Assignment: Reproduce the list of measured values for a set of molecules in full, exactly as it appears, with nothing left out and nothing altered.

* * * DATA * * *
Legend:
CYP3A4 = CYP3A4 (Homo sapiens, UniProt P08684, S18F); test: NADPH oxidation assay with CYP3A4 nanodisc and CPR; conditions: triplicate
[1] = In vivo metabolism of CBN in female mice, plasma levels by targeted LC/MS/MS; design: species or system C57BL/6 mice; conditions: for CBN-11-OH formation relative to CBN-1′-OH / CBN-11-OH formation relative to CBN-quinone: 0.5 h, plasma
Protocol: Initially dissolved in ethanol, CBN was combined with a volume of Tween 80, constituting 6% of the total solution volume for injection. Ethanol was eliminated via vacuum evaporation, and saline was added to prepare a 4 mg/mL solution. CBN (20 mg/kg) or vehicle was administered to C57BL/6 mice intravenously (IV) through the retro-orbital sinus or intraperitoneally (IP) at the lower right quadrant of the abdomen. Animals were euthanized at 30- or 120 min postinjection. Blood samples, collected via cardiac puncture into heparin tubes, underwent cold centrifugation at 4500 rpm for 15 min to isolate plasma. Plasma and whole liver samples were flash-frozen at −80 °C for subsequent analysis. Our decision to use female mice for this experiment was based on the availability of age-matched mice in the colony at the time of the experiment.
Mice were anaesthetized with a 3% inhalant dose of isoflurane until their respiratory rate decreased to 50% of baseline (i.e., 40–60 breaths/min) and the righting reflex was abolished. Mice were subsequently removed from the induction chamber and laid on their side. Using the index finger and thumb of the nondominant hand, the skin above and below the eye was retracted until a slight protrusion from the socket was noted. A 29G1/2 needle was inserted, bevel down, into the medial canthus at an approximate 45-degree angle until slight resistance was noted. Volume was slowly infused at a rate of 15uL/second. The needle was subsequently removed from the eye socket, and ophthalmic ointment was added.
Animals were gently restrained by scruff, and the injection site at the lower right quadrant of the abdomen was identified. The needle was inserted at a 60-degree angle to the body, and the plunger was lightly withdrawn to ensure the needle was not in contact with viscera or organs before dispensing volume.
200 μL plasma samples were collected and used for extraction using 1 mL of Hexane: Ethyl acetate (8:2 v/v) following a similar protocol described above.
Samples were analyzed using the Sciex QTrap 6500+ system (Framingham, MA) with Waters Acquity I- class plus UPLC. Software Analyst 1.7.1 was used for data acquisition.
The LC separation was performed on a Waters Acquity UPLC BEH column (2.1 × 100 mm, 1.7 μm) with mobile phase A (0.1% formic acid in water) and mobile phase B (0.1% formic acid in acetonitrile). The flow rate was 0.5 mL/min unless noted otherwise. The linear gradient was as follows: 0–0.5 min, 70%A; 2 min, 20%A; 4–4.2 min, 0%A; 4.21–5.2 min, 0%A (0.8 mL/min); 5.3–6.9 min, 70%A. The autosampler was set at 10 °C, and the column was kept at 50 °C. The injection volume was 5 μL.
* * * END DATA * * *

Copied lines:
Legend:
CYP3A4 = CYP3A4 (Homo sapiens, UniProt P08684, S18F); test: NADPH oxidation assay with CYP3A4 nanodisc and CPR; conditions: triplicate
[1] = In vivo metabolism of CBN in female mice, plasma levels by targeted LC/MS/MS; design: species or system C57BL/6 mice; conditions: for CBN-11-OH formation relative to CBN-1′-OH / CBN-11-OH formation relative to CBN-quinone: 0.5 h, plasma
Protocol: Initially dissolved in ethanol, CBN was combined with a volume of Tween 80, constituting 6% of the total solution volume for injection. Ethanol was eliminated via vacuum evaporation, and saline was added to prepare a 4 mg/mL solution. CBN (20 mg/kg) or vehicle was administered to C57BL/6 mice intravenously (IV) through the retro-orbital sinus or intraperitoneally (IP) at the lower right quadrant of the abdomen. Animals were euthanized at 30- or 120 min postinjection. Blood samples, collected via cardiac puncture into heparin tubes, underwent cold centrifugation at 4500 rpm for 15 min to isolate plasma. Plasma and whole liver samples were flash-frozen at −80 °C for subsequent analysis. Our decision to use female mice for this experiment was based on the availability of age-matched mice in the colony at the time of the experiment.
Mice were anaesthetized with a 3% inhalant dose of isoflurane until their respiratory rate decreased to 50% of baseline (i.e., 40–60 breaths/min) and the righting reflex was abolished. Mice were subsequently removed from the induction chamber and laid on their side. Using the index finger and thumb of the nondominant hand, the skin above and below the eye was retracted until a slight protrusion from the socket was noted. A 29G1/2 needle was inserted, bevel down, into the medial canthus at an approximate 45-degree angle until slight resistance was noted. Volume was slowly infused at a rate of 15uL/second. The needle was subsequently removed from the eye socket, and ophthalmic ointment was added.
Animals were gently restrained by scruff, and the injection site at the lower right quadrant of the abdomen was identified. The needle was inserted at a 60-degree angle to the body, and the plunger was lightly withdrawn to ensure the needle was not in contact with viscera or organs before dispensing volume.
200 μL plasma samples were collected and used for extraction using 1 mL of Hexane: Ethyl acetate (8:2 v/v) following a similar protocol described above.
Samples were analyzed using the Sciex QTrap 6500+ system (Framingham, MA) with Waters Acquity I- class plus UPLC. Software Analyst 1.7.1 was used for data acquisition.
The LC separation was performed on a Waters Acquity UPLC BEH column (2.1 × 100 mm, 1.7 μm) with mobile phase A (0.1% formic acid in water) and mobile phase B (0.1% formic acid in acetonitrile). The flow rate was 0.5 mL/min unless noted otherwise. The linear gradient was as follows: 0–0.5 min, 70%A; 2 min, 20%A; 4–4.2 min, 0%A; 4.21–5.2 min, 0%A (0.8 mL/min); 5.3–6.9 min, 70%A. The autosampler was set at 10 °C, and the column was kept at 50 °C. The injection volume was 5 μL.